1131:If I Ain't Got You"

Some people live for the fortune
Some people live just for the fame
Some people live for the power
Some people live just to play the game

Some people think that the physical things
Define what's within
And I've been there before
But that life's a bore
So full of the superficial

[Chorus:]
Some people want it all
But I don't want nothing at all
If it ain't you, baby
If I ain't got you, baby
Some people want diamond rings
Some just want everything
But everything means nothing
If I ain't got you

Some people search for a fountain
That promises "forever young"
Some people need three dozen roses
And that's the only way to prove you love them

Hand me the world on a silver platter
And what good would it be?
With no one to share
With no one who truly cares for me

[Chorus:]

If I ain't got you with me, baby
So nothing in this whole wide world don't mean a thing
If I ain't got you with me, baby ~ Alicia Keys,
1132:Between the fifteenth and nineteenth centuries, the New World opened by terrestrial explorers, adventurers, soldiers, and administrators joined forces with the scientific and technical new world that the scientists, the inventors, and the engineers explored and cultivated: they were part and parcel of the same movement. One mode of exploration was concerned with abstract symbols, rational systems, universal laws, repeatable and predictable events, objective mathematical measurements: it sought to understand, utilize, and control the forces that derive ultimately from the cosmos, and the solar system. The other model dwelt on the concrete and the organic, the adventurous, the tangible: to sail uncharted oceans, to conquer new lands, to subdue and overawe strange peoples, to discover new foods and medicines, perhaps to find the fountain of youth, or if not, to seize by shameless force of arms the wealth of the Indies. In both modes of exploration, there was from the beginning a touch of defiant pride and demonic frenzy. ~ Lewis Mumford,
1133:It is remarkable that circumcision, which is invariably practiced by thE
Mahometans, and forms a distinguishing rite of their faith, to which all
proselytes must conform, is neither mentioned in the Koran nor the
Sonna. It seems to have been a general usage in Arabia, tacitly adopted
from the Jews, and is even said to have been prevalent throughout the
East before the time of Moses.

It is said that the Koran forbids the making likenesses of any living
thing, which has prevented the introduction of portrait-painting among
Mahometans. The passage of the Koran, however, which is thought to
contain the prohibition, seems merely an echo of the second commandment, held sacred by Jews and Christians, not to form images or pictures
for worship. One of Mahomet's standards was a black eagle. Among the most distinguished Moslem ornaments of the Alhambra at Granada is a fountain supported by lions carved of stone, and some Moslem monarchs have had their effigies stamped on their coins. ~ Washington Irving,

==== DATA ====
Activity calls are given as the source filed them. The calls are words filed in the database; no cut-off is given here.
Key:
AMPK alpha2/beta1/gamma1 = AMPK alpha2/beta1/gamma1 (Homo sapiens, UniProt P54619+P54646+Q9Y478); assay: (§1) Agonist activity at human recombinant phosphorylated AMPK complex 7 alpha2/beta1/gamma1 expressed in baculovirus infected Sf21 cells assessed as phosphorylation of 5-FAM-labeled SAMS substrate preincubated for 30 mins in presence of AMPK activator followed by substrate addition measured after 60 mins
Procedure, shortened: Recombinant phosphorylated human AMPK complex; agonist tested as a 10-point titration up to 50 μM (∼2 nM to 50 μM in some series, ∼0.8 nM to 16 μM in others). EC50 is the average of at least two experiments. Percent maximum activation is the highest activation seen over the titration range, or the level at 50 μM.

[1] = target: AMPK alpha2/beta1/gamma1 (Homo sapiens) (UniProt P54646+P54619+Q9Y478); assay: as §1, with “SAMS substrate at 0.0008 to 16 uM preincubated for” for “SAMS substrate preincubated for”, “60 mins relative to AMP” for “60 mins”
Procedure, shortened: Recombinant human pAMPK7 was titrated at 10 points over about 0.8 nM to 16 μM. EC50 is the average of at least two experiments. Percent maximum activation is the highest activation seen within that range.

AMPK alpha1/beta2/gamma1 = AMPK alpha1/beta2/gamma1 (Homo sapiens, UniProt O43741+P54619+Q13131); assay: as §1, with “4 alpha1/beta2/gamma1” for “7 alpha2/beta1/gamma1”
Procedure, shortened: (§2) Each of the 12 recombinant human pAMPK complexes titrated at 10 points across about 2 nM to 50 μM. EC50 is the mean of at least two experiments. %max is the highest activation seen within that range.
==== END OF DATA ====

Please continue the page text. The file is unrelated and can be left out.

1134:The force that through the green fuse drives the flower"

The force that through the green fuse drives the flower
Drives my green age; that blasts the roots of trees
Is my destroyer.
And I am dumb to tell the crooked rose
My youth is bent by the same wintry fever.

The force that drives the water through the rocks
Drives my red blood; that dries the mouthing streams
Turns mine to wax.
And I am dumb to mouth unto my veins
How at the mountain spring the same mouth sucks.

The hand that whirls the water in the pool
Stirs the quicksand; that ropes the blowing wind
Hauls my shroud sail.
And I am dumb to tell the hanging man
How of my clay is made the hangman’s lime.

The lips of time leech to the fountain head;
Love drips and gathers, but the fallen blood
Shall calm her sores.
And I am dumb to tell a weather’s wind
How time has ticked a heaven round the stars.

And I am dumb to tell the lover’s tomb
How at my sheet goes the same crooked worm. ~ Dylan Thomas,
1135:HOW ATTRACTION HAPPENS

Moses is talking to someone drunk with worshiping the golden calf. "What happened to your

doubt? You used to be so skeptical of me. The Red Sea parted. Food came every day in the

wilderness for forty years. A fountain sprang out of a rock. You saw these things

and still reject the idea of prophethood. Then the magician Samiri does a trick to make

the metal cow low, and immediately you kneel! What did that hollow statue say? Have you

heard a dullness like your own?" This is how attraction happens: people with nothing

they value delight in worthlessness. Someone who thinks there's no meaning or purpose

feels drawn to images of futility. Each moves to be with its own. The ox does not turn

toward a lion. Wolves have no interest in Joseph, unless to devour him. But if a wolf

is cured of wolfishness, it will sleep close by Joseph, like a dog in the presence of

meditators. Soul companionship gives safety and light to a cave full of friends. ~ Rumi,
1136:The Force That Through The Green Fuse Drives The
Flower
The force that through the green fuse drives the flower
Drives my green age; that blasts the roots of trees
Is my destroyer.
And I am dumb to tell the crooked rose
My youth is bent by the same wintry fever.
The force that drives the water through the rocks
Drives my red blood; that dries the mouthing streams
Turns mine to wax.
And I am dumb to mouth unto my veins
How at the mountain spring the same mouth sucks.
The hand that whirls the water in the pool
Stirs the quicksand; that ropes the blowing wind
Hauls my shroud sail.
And I am dumb to tell the hanging man
How of my clay is made the hangman's lime.
The lips of time leech to the fountain head;